It is a team effort, and a big part of how you’ll be able to accomplish your goals has everything to do with the shared knowledge within your organization. By creating an environment where you can value and support everyone’s ideas, companies can improve their existing products more efficiently or launch entirely new ones. This culture shift is what allows teams to innovate quickly.
It would help to consider each person’s value in experience and expertise. Also, companies can ensure that products meet customers’ needs by encouraging knowledge sharing where they appreciate everyone’s ideas no matter their level.
One way to implement knowledge sharing within an organization is to create a “sensei” role: this person is responsible for helping other team members learn new skills. In addition to reducing bottlenecks in your development process and ensuring you can hear everyone’s ideas. This allows teams to be more agile, take on new challenges, and develop products faster.
4. Delaying commitment:
Delaying commitment means waiting to begin a new project until your team has the capacity, knowledge, and tools needed to complete it. This might seem counterintuitive—after all, why would you wait for everything to be perfect before starting something? But this is one of the essential concepts: by delaying committing to a new project until you have enough capacity, knowledge, and tools, teams can avoid getting overwhelmed or trying to take on too much at once.
According to Amazon CEO Jeff Bezos in his 2016 letter to shareholders, “a team should only work on an initiative that can be completed by two pizzas’ worth of team members”. This is a great way to ensure that your teams are only responsible for the projects that meet their capacity and knowledge. As a result, companies won’t waste their resources.
Delaying commitment also means pushing back timelines when you don’t have the resources to meet your deadlines. By delaying commitment, companies can ensure that they’re only taking on projects that meet their teams’ capacity. This will help businesses save money in development costs and employee burnout.
5. Delivering fast:
Agile and lean software development is about getting something out there fast to gather feedback from your customers. Therefore, companies must prioritize their projects depending on which ones are most likely to impact the business. Also, companies need to focus on quality assurance to get products into users’ hands faster.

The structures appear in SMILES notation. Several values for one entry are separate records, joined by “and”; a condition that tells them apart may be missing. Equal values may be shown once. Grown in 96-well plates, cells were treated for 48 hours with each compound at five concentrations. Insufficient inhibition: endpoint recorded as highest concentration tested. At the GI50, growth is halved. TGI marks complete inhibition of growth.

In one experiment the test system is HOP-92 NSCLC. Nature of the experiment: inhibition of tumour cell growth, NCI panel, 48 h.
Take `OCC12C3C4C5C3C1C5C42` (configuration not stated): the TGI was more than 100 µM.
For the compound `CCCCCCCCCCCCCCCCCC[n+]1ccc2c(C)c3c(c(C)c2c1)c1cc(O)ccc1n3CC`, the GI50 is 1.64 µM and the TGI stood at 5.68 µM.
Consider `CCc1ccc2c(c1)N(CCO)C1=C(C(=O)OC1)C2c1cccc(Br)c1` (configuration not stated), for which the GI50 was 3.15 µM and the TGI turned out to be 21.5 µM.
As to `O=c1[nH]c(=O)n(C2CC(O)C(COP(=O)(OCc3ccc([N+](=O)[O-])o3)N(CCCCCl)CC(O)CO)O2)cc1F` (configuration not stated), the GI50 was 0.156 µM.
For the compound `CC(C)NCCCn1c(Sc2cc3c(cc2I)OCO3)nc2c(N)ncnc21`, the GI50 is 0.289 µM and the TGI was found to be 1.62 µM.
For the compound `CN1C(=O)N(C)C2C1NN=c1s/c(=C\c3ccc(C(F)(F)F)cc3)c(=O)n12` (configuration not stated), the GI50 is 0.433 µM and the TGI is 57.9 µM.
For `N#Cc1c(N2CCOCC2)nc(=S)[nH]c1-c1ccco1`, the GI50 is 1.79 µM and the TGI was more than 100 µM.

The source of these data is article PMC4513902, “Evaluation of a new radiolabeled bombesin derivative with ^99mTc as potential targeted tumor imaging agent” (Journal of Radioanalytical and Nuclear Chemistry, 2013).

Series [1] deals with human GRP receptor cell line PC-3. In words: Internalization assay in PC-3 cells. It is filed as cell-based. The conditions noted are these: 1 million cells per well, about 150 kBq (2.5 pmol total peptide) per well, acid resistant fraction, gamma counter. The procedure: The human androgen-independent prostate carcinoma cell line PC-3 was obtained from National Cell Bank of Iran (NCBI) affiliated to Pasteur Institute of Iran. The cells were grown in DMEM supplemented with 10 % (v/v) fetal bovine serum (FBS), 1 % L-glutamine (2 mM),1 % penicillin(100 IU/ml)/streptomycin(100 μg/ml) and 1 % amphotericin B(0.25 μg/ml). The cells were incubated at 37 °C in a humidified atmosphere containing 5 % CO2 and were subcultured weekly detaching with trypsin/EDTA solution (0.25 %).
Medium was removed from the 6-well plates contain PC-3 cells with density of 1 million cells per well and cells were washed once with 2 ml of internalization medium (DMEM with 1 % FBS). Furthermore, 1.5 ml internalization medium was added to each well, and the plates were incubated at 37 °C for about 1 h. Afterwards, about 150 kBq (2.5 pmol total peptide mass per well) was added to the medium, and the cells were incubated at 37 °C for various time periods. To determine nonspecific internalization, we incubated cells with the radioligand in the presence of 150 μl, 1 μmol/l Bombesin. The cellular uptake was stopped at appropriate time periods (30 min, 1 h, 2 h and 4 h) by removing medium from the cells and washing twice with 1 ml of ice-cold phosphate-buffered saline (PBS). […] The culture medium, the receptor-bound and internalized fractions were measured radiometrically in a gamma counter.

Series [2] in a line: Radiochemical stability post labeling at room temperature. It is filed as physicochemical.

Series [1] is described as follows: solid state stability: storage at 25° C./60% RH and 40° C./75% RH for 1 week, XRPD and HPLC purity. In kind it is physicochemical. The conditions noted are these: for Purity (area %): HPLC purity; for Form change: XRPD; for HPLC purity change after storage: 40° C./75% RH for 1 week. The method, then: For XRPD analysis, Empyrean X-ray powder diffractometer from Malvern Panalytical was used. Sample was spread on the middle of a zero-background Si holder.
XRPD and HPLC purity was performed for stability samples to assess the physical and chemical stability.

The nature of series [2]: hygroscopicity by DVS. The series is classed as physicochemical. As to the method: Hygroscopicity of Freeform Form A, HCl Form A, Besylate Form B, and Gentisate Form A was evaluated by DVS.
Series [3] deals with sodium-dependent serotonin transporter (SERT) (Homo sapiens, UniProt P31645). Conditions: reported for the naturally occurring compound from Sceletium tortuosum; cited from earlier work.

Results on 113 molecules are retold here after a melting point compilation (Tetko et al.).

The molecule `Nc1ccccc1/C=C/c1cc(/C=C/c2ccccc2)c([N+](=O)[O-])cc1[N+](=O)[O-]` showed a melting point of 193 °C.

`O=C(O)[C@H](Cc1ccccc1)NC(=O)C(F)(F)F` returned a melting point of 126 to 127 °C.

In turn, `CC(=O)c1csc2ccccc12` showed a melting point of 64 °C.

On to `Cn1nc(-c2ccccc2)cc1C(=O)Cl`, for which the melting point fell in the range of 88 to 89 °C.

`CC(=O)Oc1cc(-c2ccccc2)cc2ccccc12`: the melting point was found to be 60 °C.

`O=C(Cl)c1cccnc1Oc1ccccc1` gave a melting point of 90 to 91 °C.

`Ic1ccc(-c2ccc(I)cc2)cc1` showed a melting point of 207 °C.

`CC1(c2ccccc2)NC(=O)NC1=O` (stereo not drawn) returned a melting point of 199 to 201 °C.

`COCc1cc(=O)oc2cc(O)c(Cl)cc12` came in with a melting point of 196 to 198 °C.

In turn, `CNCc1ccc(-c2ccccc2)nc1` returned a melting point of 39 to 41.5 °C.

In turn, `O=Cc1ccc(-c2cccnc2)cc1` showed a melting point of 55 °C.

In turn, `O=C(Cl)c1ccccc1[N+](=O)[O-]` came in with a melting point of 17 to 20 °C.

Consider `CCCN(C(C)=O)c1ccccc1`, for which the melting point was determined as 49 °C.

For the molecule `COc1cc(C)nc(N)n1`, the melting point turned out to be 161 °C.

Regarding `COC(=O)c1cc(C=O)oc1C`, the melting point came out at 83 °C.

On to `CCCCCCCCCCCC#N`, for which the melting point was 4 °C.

The best way to ensure that you’re building a valuable solution is to make it meet your customers’ needs. This means putting together user personas and their companies’ demands to know which features are most important for development. You can also test prototypes with potential customers before building the final product. That ensures you’re creating a helpful solution for your audience that doesn’t include unnecessary features.
A big part of lean software development involves getting products out as quickly as possible. Thus, companies can get feedback from their users. So, teams will need to think about how they’re prioritizing projects.
6. Respecting People:
Respecting people is one of the most critical concepts. This means building an environment that values diversity and treats employees well. These are all things which make teams more creative and productive overall.
Respecting people means ensuring everyone in your organization feels you’re hearing and appreciate them. You can do this in an open office environment by considering everyone’s ideas when developing new projects. Also, you can encourage employees to speak out if something doesn’t seem right. All of which will help companies avoid building solutions that users don’t find helpful.
7. Optimizing the whole thing:
The last component of agile and lean software development 7 principles is to optimize every part. This means focusing on the software development life cycle instead of just one specific stage. Consider every aspect from design to maintenance so companies can build up their audiences and keep them. This process helps you create higher-quality and valuable long-term products.
Lean software development also focuses on optimizing an entire product’s life cycle instead of just one specific stage. As a result, companies need to think about everything from design to maintenance when building something to create products with higher quality and value.
Conclusion of Lean Software Development
Agile and lean software development is a new approach to building software that focuses on value, quality, and customers. Using the seven components we discussed here, companies will create products with higher customer satisfaction and more success overall. SMEs can use this technique to build successful outcomes for their target audience. It allows them to get creative input from customers and ensure they create something that everyone finds valuable. Kapsys is the best custom software development company that helps SMEs with custom software development. We can provide you with the tools to improve your business; contact us.